At Elements Global Services, we surveyed 500 businesses and found that 69% plan to pursue international growth within the next three years. In addition, many expect to face certain challenges.
So what issues are causing the most problems for would-be global businesses?
1. Business and tax requirements
Dealing with tax can be a headache even when you’re only operating in one country. Some 26% of those surveyed described complying with overseas laws as a challenge when expanding abroad – and I can’t say I blame them.
When your company expands into other regions, you are thrust into a legal quagmire: you must be aware of taxes, fees, and tariffs, adherent to general trading standards and regulations. It becomes apparent very quickly for smaller organisations that this can be an enormous undertaking.
Even large international corporations have trouble with repatriating funds to a business’ home country. For years, Apple and Google have faced high levels of scrutiny for their efforts to move money from Ireland to the US.
The legal implications of hiring and managing employees can also be off-putting. Local employment law regulations will vary from one jurisdiction to another, and continental regulations such as the GDPR can impose restrictions on how organisations handle employee data.
Losing sight of regulatory adherence is all too easy to do. However, it has unfortunate and complex consequences. Regulations like GDPR impose heavy fines for falling out of the lines. If a business fails to adhere to the rules, it will often have to halt expansion plans, face legal battles, and spend more money.
2. Political and economic uncertainty
International businesses are vulnerable to political and economic circumstances. When asked about the three most important factors when choosing a country for international expansion, 60% cited economic stability and potential for economic growth. Some 29% cited a reputation for enterprise-friendly governments and institutions.
It’s naturally hard for any business to make inroads in a country that’s hostile to outside entrants and has vastly different laws but all must try to adapt to new legislative circumstances. To do so, they need the internal resources to support and manage the expansion.
3. Cultural barriers
Cultural barriers are often overlooked – which is a mistake as they play a big part in keeping hold of good staff. European and North American companies, for example, might have a more collectively-oriented approach to team recognition and rewards: the idea that employees are all pulling together is crucial.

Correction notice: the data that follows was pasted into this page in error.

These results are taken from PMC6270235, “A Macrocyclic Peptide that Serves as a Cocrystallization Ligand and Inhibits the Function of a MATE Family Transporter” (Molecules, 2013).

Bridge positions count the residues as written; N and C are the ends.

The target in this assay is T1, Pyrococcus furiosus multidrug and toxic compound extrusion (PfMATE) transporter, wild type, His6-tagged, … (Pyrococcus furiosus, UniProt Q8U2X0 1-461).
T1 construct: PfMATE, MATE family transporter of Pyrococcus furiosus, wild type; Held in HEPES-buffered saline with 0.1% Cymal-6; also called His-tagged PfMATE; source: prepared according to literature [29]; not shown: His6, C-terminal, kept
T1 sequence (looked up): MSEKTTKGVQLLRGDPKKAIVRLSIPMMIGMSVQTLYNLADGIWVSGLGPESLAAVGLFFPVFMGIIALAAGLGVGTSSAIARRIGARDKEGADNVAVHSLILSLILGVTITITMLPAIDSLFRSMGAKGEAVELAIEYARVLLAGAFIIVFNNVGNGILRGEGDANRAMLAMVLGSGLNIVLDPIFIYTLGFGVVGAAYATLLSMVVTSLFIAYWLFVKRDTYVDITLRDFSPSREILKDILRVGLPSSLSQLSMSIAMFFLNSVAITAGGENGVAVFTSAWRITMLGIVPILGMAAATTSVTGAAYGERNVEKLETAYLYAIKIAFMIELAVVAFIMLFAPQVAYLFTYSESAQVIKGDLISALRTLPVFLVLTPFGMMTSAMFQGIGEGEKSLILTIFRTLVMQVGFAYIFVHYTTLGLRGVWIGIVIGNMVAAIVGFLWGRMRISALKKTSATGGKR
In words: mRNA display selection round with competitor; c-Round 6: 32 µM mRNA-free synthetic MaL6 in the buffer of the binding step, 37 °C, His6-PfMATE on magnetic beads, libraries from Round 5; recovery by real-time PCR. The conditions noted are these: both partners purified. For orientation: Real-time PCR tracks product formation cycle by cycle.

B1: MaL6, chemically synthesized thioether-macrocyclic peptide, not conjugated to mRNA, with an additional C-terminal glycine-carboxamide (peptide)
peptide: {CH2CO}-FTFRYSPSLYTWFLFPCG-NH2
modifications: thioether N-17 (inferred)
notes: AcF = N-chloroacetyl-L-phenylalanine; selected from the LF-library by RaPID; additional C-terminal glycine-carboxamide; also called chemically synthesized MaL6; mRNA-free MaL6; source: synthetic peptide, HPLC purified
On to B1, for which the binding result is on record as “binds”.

In South East Asia, however, the efforts of the individual are considered more important, and rewards should be structured accordingly. Businesses must make sure that they account for the beliefs, customs, and preferences of their new market in every part of the businesses.
It should go without saying that language is one of the most important factors: if a business expands into Spain and publishes all internal training materials in English, new staff will naturally feel alienated and under-appreciated. Believe it or not, a lot of businesses still fail to localise materials in other languages.
Some cultural barriers are also legal barriers. A contribution towards health insurance might be considered a perk in some jurisdictions, but in Germany, it’s a legal obligation. In China, employers have to pay into housing and social care programmes.
4. HR essentials
Hiring abroad is another major challenge, partially because it comes with its own sub-challenges. Our respondents were aware of this. The most commonly cited challenges to do with hiring were setting up payroll, benefits programmes, and other HR essentials (reported by 25%).
This was followed by the cost and time involved in recruitment (24%) and overcoming language and cultural barriers between domestic and international staff (24%). HR is normally an underestimated cost of international expansion and one that can be avoided if the right planning is in place.
To execute a successful international expansion, a business must have a clear roadmap in place – and it can’t do it alone. Establishing a new entity abroad has operational costs that are often underestimated – but working with experts on the ground as part of the planning is a huge part of avoiding this.
Businesses are often turned off by the timeline of setting up an overseas entity, and the financial investment involved in taking on a new market. With no assurance of ROI – and no guarantee that now is the right time – they don’t know how to proceed, when to do it or if they should do it at all.
But it doesn’t have to be this way. International expansions don’t have to be unduly expensive or time consuming. If businesses are proactive, have made a plan, and work with the right partners, extra costs can be accounted for and legal quagmires can be avoided. If they do those things they will soon realise that the rewards nearly always outweigh the risks.
Rick Hammell is CEO of Elements Global Services
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